I was absolutely excited to score last minute reservations at Issaya Siamese Club, as it came highly recommended by the folks at Pepo. They said it was better than Nahm, and as I’ve made dinner reservations there as well, I felt it was only apt to compare notes. Plus it’s currently listed as one of Pellegrino’s Top 20 Asia’s Best Restaurants List so I had to try it out.
Not wanting to be stuck in the infamous horrific Bangkok traffic jams (and after hearing that Issaya is quite hard to find), we booked a cab and were rather too early for the reservation. However, it was quite nice to have a wander through the restaurant, whilst there weren’t much punters around. Because it is an absolutely beautiful place.
Chef Ian Kittichai, Thailand’s first international ‘celebrity chef’ is a Founding Partner of the restaurant. He’s a pioneer of farm-to-table dining and it’s reflected in the decor of plants and the restaurant’s garden of aromatic Thai herbs and produce (couldn’t see much of this when we visited because it was, erm, night time).
“Issaya” is apparently an old Thai word for the rainy season and was chosen to pay homage to nature’s gifts. The ground floor dining outlet has an indoor and al fresco dining area, boasting of Chef Kittichai’s menu. The upper floor is a lounge-bar area inspired by traditional members clubs. The heritage house has been preserved by designer Hans Bogetoft Christensen and the colourful and contemporary decor and fabrics are all Thai made and produced.
Food and Drinks at Issaya Siamese Club
We are living in an era of YOLO and FOMO so it was a quick decision for us – we ordered Chef Kittichai’s 10-course menu. At 2500 Baht (or roughly £60) per set, this was absoluely a bargain.
But first, cocktails (350 Baht / £8 each). I had a (gigantic) Issaya Mojito which was rather refreshing and G had the Issaya Passion. Both cocktails were decent.
A trio of amuse bouche arrived, and I’m kicking myself for not finding the right angles to photograph it better. (Soz guys!) Anyway. From left to right: a teeny omelette with pork, lobster spring rolls and a floral rice cake.
My bouche wasn’t too amused by the other two mouthfuls but the lobster spring roll was packed with flavour.
Starters arrived at the same time, and boy it was an absolute feast.
Sai Klok Talay – a house made fresh shellfish sausage with Hua-Hin style seafood broth. Hua-Hin is a coastal town in Thailand, two and a half hours away from Bangkok.
This soup BLEW ME AWAY big time. The tanginess was surreal – it was addictive and brings a liveliness to the soup but its depth doesn’t overwhelm the seafood.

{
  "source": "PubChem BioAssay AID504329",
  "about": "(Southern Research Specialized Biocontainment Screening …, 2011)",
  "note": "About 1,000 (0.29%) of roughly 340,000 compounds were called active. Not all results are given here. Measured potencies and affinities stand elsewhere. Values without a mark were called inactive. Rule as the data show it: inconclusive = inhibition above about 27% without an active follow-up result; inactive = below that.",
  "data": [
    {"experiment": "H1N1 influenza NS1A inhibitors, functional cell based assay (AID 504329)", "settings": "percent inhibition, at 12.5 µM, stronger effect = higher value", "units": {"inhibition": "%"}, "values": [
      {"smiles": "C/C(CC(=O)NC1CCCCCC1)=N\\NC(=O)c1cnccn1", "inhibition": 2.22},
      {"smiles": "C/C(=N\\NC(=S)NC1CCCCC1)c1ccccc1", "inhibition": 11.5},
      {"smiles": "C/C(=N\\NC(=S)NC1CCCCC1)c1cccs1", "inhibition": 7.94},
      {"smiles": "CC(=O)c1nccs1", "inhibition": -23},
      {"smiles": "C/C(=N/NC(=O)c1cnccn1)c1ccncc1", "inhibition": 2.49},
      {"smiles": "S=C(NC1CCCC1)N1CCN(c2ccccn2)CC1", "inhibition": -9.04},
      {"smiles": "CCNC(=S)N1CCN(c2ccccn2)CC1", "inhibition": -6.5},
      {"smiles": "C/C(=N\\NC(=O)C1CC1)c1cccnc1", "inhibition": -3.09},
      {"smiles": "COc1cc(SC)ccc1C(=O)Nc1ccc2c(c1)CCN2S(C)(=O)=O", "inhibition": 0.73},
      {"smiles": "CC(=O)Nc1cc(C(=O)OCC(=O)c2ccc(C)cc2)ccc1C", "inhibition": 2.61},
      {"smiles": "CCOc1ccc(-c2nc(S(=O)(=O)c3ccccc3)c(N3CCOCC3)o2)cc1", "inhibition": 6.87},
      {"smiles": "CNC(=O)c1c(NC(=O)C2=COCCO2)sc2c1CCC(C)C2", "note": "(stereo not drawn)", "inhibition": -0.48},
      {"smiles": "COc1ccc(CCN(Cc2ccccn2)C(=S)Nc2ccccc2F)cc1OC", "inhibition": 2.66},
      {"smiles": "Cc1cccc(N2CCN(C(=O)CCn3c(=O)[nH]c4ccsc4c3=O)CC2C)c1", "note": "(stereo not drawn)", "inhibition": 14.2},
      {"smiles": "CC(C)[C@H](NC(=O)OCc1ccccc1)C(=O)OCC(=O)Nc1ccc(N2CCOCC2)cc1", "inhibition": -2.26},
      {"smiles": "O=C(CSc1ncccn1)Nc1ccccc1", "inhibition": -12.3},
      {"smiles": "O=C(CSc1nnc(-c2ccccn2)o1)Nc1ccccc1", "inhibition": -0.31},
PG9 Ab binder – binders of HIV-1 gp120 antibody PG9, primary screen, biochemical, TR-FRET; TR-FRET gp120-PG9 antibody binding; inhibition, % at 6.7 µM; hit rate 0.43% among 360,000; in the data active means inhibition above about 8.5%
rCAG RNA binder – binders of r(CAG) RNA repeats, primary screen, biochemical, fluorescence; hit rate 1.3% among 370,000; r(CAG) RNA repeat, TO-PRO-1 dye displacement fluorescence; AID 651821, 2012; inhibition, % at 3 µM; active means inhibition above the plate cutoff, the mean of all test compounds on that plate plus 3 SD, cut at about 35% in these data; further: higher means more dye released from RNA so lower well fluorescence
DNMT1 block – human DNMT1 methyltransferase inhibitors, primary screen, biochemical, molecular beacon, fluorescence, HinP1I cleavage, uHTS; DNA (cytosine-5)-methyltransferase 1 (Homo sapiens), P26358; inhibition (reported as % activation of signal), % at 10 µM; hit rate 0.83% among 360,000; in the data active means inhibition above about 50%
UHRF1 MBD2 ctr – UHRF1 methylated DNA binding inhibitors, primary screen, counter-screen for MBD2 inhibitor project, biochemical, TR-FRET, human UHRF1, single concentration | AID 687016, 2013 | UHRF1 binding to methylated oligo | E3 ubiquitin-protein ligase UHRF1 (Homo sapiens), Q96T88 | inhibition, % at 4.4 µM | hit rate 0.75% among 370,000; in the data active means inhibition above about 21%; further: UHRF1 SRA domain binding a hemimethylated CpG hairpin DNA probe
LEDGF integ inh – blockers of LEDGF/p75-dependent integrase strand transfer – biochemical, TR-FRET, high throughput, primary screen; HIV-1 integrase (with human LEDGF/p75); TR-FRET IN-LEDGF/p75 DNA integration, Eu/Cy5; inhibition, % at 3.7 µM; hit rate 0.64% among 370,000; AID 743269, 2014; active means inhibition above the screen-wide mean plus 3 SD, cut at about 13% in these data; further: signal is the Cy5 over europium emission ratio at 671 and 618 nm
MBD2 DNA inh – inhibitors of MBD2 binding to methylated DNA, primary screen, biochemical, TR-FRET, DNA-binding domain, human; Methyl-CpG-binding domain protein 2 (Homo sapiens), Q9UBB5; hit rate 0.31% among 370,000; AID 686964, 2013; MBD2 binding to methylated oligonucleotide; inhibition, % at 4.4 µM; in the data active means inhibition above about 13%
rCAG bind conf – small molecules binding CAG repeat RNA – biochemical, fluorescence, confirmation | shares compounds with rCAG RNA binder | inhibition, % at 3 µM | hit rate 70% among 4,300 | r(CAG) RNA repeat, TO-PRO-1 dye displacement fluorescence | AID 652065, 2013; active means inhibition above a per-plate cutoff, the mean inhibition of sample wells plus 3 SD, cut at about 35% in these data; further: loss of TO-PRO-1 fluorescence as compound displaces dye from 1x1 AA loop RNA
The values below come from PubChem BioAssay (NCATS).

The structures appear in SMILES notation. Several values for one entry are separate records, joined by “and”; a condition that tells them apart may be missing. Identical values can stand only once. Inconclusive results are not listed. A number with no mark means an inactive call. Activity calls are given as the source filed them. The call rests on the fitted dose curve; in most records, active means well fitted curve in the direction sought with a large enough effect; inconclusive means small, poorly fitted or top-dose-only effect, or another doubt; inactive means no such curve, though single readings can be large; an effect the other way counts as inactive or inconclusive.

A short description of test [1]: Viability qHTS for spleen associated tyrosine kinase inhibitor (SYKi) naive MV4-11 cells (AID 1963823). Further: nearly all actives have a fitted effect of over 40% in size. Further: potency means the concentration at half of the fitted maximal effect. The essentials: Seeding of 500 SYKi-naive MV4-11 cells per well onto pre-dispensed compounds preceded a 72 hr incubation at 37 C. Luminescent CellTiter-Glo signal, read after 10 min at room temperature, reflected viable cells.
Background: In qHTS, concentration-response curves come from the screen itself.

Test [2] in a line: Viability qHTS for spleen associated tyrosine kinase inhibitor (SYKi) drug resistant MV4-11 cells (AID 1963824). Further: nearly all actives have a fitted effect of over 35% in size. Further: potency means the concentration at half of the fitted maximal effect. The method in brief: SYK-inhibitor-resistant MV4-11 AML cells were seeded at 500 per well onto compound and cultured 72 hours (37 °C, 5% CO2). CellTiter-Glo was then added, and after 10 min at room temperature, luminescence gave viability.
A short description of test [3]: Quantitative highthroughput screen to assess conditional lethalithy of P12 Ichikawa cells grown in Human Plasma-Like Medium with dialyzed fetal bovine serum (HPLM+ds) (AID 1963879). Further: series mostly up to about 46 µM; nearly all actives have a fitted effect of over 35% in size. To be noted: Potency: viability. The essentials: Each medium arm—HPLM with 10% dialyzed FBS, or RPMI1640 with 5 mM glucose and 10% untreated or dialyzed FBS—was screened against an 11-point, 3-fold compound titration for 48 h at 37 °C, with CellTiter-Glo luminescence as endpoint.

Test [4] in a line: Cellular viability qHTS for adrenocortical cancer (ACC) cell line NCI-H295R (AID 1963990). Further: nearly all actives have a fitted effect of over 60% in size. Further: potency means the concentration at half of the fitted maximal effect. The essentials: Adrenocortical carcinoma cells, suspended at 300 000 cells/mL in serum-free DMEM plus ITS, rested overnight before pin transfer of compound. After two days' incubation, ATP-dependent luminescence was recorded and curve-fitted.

Yum Makur Koong Tod – crispy harbour shrimp, melting eggplant with a tamarind dressing. I loved the lightly battered shrimp, whose flavour didn’t shy away from the generosity of the tamarind sauce. But what I really enjoyed from this dish was the smokiness of Thai eggplant. Love.
Kradook Moo with AOB sauce – spice rubbed baby back ribs with Issaya’s special chilli paste. Presentation-wise, this dish was quite stunning. Flavour-wise I thought it was okay. I wish the ribs had a bit more meat in them to absorb all that gorgeous paste.
Yum Nua – grilled tender beef with organic veggies in a birds eye chilli vinaigrette. This was my least favourite starter – then again I like big chunks of beef. I was surprised by how mild the sauce was, considering the amount of chillies the dish had.
After the starters and a berry palate cleanser, we were comfortably satiated, but absolutely ready for more.
Hor Mok Goong Mun Korn – steamed Maine lobster, lobster curry custard, fresh coco milk and sweet basil.
I was scared, that the lobster meat would be dry underneath all that thick, warm sauce but was pleasantly proven wrong. It was succulently sweet and fresh, with the juices creating a beautiful dance with all that creamy, bisque-flavoured custard. Obsessed is the word.
Choo-chee Salmon Rom Kwan – slow-cooked salmon with Jerusalem artichokes in red curry sauce. I’m quite a fan of choo-chee sauce and that’s a statement as 1) I’m not too big on curry and 2) when I eat curry I’m not huge on super creamy curry.
I thought the salmon was beautifully cooked and I thought the sauce was perfectly balanced. I loved the spicy kick (which I reckon most people would classify as extra hot).
Paneang Nua – grain-fed Aussie veal cheek simmered in spices, coconut milk, kaffir lime leaves. This looked overwhelming as it seemed like an ordinary stew in a bowl but we all know that nobody should judge a book by its cover. The veal was melt-in-your mouth outstanding and the sauce had great flavour and very distinctive from the other red curry sauce we had.
Our ‘rice’ was a big bowl (could possibly serve four people!) of Asian multigrain with ‘shrooms and fried garlic (love!!!) and sprinkled with mushroom scented oil. Overall, this was okay but I would’ve preferred a bowl of plain steamed jasmine.
Oh, and in case you’re wondering… we did have a go at veggies, too.
The dessert platter was phenomenal. It was all your favourites with a Thai twist: Tamarind macaron, panacotta with exotic fruits, coconut milk ice cream, jackfruit sponge, and something else I totes forgot. Soz again, guys. My mind was too full to concentrate.
Verdict for Issaya Siamese Club
Holy smokes, guys. I can’t recommend this enough. From start to finish, we were shown great Thai hospitality and I can’t fault service at all. Food is deliciously bold and the menu is exciting. I love the concept of growing their own herbs in the garden and the produce they used all tasted fresh. If you only have a few nights in Bangkok, make sure you put this on your list. And get reservations about a month in advance. Thank God I got lucky, else I’d’ve missed out on such an epic meal!
Issaya Siamese Club
4 ซอย ศรีอักษร Chuea Phloeng Rd, Thung Maha Mek, Sathon, Bangkok 10120, Thailand
Ave spend pp: £50 for a la carte, £80 for the superb tasting menu